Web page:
Figuring out the werewolf pack’s secrets was more difficult than I anticipated. I spent a lot of time in the Riverview area, but there is no such thing as sneaking up on a werewolf. Even when they’re in human form, their senses are 100 times better than a regular person’s. I finally had to admit that I wouldn’t be getting any answers from them until McGregor decided to talk.
I didn’t spend all my time dwelling on the frat brother werewolves. Business was booming. Between the case of possession that was actually, and obviously, paranoid schizophrenia; the dybbuk box that was a small steamer trunk with a mouse infestation; and the satanic cult that was a couple of rambunctious teens with an Ouija board, I was able to get a few legitimate cases to fill my time.
I wouldn’t say I was giving up on learning anything from the werewolves, but it wasn’t at the forefront of my mind, either. That’s what made it so surprising when McGregor called.
I was in my office on a Tuesday, almost three weeks after our visit to Arcadia College. The office phone bleated out an unexpected ring, making me flail away from my laptop in surprise.
“Caro Spencer,” I answered.
“Hey, Caro?” the male voice on the other end asked. There was something familiar about him, a sort of cultured accent, but I couldn’t place it.
“Yes?” I asked. I thought it was obvious from how I greeted the caller.
“It’s McGregor Pierson; we met a few weeks ago?” Of course! The reason I couldn’t place him was the uncertainty in his voice; a total 360 from the cocky, self-assured, politician Penny and I met.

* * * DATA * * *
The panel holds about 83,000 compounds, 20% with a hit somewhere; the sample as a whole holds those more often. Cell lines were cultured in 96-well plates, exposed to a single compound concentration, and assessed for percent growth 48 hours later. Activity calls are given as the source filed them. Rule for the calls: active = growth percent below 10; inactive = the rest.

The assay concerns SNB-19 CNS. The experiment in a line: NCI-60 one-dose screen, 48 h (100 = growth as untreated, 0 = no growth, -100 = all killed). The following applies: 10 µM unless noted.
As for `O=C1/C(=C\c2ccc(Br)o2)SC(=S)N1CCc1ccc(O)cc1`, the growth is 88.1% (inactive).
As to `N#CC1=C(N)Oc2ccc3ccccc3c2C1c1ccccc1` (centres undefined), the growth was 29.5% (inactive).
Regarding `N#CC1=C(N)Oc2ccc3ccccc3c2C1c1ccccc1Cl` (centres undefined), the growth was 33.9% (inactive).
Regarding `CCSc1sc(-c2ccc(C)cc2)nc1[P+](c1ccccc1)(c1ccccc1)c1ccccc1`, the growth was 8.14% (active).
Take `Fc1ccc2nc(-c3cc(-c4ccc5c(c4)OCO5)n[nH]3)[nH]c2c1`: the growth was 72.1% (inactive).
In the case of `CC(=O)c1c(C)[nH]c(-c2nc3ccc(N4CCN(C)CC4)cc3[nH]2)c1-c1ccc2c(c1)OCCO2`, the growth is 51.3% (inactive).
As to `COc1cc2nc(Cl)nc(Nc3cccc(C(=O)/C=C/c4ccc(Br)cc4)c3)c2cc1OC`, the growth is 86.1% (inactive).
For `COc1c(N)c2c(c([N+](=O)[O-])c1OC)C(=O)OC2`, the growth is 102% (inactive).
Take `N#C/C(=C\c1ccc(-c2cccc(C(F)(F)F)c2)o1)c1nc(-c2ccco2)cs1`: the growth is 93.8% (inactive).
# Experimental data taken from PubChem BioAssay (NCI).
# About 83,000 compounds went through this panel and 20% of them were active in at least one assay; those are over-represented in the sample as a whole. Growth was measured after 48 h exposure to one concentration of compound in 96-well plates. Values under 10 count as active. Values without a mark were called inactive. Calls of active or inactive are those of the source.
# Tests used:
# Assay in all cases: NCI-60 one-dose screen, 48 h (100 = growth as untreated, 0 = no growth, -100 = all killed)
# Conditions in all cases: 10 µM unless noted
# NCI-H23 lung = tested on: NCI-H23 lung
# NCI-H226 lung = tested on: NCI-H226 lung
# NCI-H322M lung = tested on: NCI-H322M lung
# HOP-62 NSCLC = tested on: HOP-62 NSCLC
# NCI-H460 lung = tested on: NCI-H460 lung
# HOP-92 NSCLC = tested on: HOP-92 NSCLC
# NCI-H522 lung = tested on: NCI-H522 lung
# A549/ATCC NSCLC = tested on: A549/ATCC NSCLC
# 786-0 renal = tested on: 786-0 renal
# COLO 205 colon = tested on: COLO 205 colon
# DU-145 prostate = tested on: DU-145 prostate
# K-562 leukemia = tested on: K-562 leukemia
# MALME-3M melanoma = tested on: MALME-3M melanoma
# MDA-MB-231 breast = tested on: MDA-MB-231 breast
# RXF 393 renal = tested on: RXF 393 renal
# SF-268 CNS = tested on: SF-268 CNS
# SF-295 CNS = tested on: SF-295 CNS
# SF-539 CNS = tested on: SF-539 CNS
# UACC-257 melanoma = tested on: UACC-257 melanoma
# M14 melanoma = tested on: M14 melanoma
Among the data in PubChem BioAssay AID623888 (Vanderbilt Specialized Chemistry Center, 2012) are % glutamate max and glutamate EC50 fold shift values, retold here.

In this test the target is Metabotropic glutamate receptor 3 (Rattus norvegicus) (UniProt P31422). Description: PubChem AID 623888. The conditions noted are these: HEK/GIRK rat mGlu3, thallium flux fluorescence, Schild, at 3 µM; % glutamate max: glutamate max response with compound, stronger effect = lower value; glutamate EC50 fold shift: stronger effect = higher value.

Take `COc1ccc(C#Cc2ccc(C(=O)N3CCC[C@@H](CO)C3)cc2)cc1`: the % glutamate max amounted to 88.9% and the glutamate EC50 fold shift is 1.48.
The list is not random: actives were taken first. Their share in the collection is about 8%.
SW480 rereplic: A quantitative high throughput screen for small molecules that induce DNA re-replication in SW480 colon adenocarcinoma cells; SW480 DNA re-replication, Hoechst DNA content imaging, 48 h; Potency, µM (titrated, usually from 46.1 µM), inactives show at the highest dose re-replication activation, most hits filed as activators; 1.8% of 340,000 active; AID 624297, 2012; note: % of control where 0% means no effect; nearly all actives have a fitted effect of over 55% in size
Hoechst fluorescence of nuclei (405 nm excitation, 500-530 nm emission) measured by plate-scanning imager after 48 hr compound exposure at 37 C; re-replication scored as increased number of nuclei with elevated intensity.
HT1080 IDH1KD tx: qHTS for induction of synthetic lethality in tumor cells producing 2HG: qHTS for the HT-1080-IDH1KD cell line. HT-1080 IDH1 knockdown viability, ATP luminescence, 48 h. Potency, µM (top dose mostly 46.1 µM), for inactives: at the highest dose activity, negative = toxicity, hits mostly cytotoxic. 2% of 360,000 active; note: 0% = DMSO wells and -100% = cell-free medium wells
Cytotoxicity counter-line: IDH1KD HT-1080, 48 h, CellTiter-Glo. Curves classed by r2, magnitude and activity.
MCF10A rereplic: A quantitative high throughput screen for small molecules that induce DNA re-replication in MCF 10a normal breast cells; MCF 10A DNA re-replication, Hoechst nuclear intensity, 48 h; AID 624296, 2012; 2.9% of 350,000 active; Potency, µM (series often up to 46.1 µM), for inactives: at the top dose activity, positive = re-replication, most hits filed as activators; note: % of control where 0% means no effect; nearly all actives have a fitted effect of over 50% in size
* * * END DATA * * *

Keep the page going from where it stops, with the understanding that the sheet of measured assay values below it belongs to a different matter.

“Oh, right, McGregor,” I said, working to keep my growing excitement under wraps. “What can I do for you?”
“I wondered if we might be able to talk.”
“Sure.” I said, “What’s going on?”
He coughed. “Maybe we could meet somewhere?”
“Alright,” I let the line stay quiet for a bit before asking, “when and where?”
He asked me to meet him that night at the 50’s-style diner on Pine Grove’s main street. It was a three minute walk from my office.
When I hung up with McGregor, I texted Penny.
Me: Guess who I’m meeting for dinner tonight?
Penny: The Muffin Man?
Penny: The Muffin Man?
Me: What? No. That doesn’t even make sense.
Me: McGregor, the guy from Omega Kappa Beta.
Penny: Whoa. Like a date?
Me: No, you dork. He called and said he wanted to meet. Didn’t say why, though.
Me: You wanna come?
Penny: Not tonight. Keep me updated?
Me: Of course.
Penny hadn’t been around much lately. At first, when he didn’t return my calls or texts, I figured he was being all depressed, but then I’d go to his house and find his car gone. I almost thought he’d found a girlfriend, before realizing he’d have to know girls to date one. He didn’t ignore me completely; he would answer my messages eventually, like nothing strange was going on. It’s not even like he went with me on every investigation, but he’d show up at least twice a week, not just twice over a three week period.
I was at the diner ten minutes early. The hostess sat me at an electrical blue colored booth with a tiny jukebox pressed against the wall, and snapped two plastic coated menus down on the Formica table top.